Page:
In the simulation, a Category 4 hurricane destroyed the east coast

FILE – In this Sept. 11, 2005, file photo, homes remain surrounded by water in the aftermath of Hurricane Katrina in New Orleans. Some experts are afraid that the Hurricane Florence can inflict damage comparable to the 2005 Hurricane Katrina in a part of the country that is even difficult to evacuate, months after the disaster planners simulated a Category 4 Hurricane strike alarmingly similar to the real-word scenario now unfolding on a piece of the east coast. (AP Photo/David J. Phillip, Pool, File)

ATLANTA – a few months ago, disaster planners simulated a Category 4 hurricane strike alarmingly similar to the real-word scenario now unfolding on a dangerous vulnerable piece of the east coast.

A fictitious “Hurricane Cora” barreled in southeastern Virginia and the Chesapeake Bay to save Washington, D. C., in the story created by the Federal Emergency Management Agency and Argonne National Laboratory.

The result was catastrophic damage, which has some experts concerned that Hurricane Florence could produce a catastrophe similar to the 2005 Hurricane Katrina and in a part of the country that is even difficult to evacuate.

The simulated hurricane knocked out power for most of the gas stations in the Mid-Atlantic region, damaged a nuclear power plant and sent waste in major shipping channels, among other problems, according to a Department of Energy simulation of the manual.

“What they tried to do was make a worst-case scenario, but it is a very realistic scenario,” said Joshua Behr, research professor at Virginia’s Old Dominion University, which is involved in the disaster modeling and simulations.

Florence is also a Category 4 storm and is now forecast to strike the general area. On Tuesday, the National Hurricane Center “cone” view of Florence projected path included the Hampton Roads, Virginia, region, where Cora would arrive.

Senior leaders from the White House, along with more than 91 federal departments and agencies, participated in the “national level exercise” in late April and early May, FEMA said.

The fictional storm made landfall in the densely populated Hampton Roads region, bringing a 15-foot (0.3-meter) storm surge and up to 9 inches (23 cm) of rain in certain areas within the first six hours. That cut off main routes used for escape as well as for practitioners in the Hampton Roads area and elsewhere.

In the scenario, and Cora also hit the hurricane-force winds in three nuclear power plants. A was damaged. Thirty-three large power substations against the risk of storm surge and major flooding.

Major roads and bridges were also damaged and debris blocked the Newport News Channel and other waterways. Coast Guard Station Cape Charles, lost power, and the Coast Guard Station Chincoteague was heavily damaged by the strong winds. The ferocious fictitious storm also damaged and closed Reagan National Airport in Washington.

The make-believe hurricane threatened hundreds of cell towers, and the area where the power was knocked out included 135 data centers in Virginia and the other 60 in Maryland.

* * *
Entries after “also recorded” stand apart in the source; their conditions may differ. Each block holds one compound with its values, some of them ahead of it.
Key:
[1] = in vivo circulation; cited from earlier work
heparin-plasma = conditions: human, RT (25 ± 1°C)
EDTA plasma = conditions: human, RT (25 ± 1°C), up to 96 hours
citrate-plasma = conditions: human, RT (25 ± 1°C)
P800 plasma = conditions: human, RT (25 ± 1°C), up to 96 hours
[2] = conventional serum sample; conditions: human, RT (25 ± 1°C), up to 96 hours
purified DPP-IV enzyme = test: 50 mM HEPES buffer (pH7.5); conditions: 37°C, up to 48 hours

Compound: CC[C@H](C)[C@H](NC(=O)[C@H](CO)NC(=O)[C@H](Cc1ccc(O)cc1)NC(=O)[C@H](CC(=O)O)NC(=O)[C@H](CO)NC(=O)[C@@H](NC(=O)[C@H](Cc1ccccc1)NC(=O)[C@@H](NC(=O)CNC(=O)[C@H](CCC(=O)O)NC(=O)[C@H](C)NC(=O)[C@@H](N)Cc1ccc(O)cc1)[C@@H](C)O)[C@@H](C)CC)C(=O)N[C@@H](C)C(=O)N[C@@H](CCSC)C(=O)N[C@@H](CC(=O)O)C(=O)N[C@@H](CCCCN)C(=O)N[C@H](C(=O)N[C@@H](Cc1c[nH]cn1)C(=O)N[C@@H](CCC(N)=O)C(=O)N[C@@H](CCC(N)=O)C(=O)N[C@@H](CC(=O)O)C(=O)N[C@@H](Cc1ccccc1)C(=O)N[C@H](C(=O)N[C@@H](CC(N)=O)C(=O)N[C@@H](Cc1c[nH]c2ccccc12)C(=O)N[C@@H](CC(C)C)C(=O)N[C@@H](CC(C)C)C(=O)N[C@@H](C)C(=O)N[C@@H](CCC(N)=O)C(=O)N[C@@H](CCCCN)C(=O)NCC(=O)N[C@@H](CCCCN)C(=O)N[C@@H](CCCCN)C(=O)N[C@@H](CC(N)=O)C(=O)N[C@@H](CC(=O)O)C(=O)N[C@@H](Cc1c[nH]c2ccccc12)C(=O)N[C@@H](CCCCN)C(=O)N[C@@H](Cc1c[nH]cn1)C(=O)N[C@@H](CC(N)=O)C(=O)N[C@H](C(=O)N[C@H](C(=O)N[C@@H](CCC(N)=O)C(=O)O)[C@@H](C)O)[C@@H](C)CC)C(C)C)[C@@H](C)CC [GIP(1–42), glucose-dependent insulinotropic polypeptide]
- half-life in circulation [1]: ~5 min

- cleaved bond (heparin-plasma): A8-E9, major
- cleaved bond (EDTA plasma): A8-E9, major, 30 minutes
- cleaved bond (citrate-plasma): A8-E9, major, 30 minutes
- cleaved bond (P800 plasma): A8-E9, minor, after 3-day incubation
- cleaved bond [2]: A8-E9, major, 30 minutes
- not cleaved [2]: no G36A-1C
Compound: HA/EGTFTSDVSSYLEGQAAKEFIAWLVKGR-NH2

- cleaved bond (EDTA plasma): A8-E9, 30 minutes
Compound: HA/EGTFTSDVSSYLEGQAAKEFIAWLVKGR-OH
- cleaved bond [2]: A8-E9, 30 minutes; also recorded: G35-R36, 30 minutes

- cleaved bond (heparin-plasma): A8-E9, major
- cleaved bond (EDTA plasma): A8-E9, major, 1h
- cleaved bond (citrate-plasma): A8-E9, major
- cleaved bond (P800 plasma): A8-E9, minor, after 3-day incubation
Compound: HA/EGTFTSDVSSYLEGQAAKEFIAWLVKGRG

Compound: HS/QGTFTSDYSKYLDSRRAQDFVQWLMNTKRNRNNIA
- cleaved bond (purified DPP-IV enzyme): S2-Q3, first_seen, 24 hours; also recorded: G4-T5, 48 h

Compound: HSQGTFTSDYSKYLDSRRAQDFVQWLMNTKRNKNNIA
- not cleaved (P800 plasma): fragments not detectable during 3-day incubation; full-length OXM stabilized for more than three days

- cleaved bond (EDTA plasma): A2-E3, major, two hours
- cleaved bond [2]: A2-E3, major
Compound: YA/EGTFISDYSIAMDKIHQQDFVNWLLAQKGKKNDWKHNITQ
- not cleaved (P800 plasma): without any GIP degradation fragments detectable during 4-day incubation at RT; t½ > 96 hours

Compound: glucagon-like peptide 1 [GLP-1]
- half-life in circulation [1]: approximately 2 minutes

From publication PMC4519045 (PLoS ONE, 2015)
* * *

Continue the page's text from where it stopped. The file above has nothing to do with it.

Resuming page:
The Cora scenario projected hurricane-force winds inflicting ‘irreparable damage’ to houses and significant damage to critical infrastructure within a distance of 50 miles away from the hurricane center.

The manual makes no mention of dead and wounded, with the emphasis instead of on infrastructure.

Another striking similarity between the scenario and the Hurricane Florence path: already saturated ground on that part of the Mid-Atlantic coast.

“What I fear is that the saturation, in combination with a storm, which kind of stalls,” said Behr, who has studied vulnerable populations in the paths of Hurricane Katrina on the Gulf Coast and in the Hampton Roads region.

As parts of the east coast are swamped with water, this could lead to a disaster on the scale of Katrina, Behr said. And recover from a disaster in the Hampton Roads region would also parallel the aftermath of Katrina, he added.

“I think those patterns are going to manifest in Hampton Roads if and when a big storm hits,” he said. “The vulnerability of our population are similar to that of New Orleans. Displacement, pain, suffering, loss of property. All those things will play in a way which has parallels with how Katrina played.”

Evacuation is known to be challenging in Hampton Roads, a coastal area is inhabited by 1.7 million people in cities such as Norfolk, Virginia and Virginia Beach.

“I have heard people say Virginia Beach is the world’s largest cul-de-sac, in the sense that there is not a lot of ways to evacuate,” said Michelle Covi, assistant professor in the practice with the Old Dominion University and Virginia Sea Grant, a scientific group that works with other universities in the region on such issues.

“You can’t go to the north because of the Chesapeake Bay,” she said. “You can’t really go to the south, and in this case, you would not want to because of the storm is that way. You generally want to the west, but again there are a lot of water in the body.”

In Charleston, South Carolina, where the average height is about 11 feet (3.4 metres) above sea level, storm surge and flooding from a hurricane in the pouring rain has the same effect — cutting off access, said Norman Levine, associate professor at the College of Charleston.

“It washes over roads, and ends on reaching the point where you are isolated small sea-island communities,” he said.

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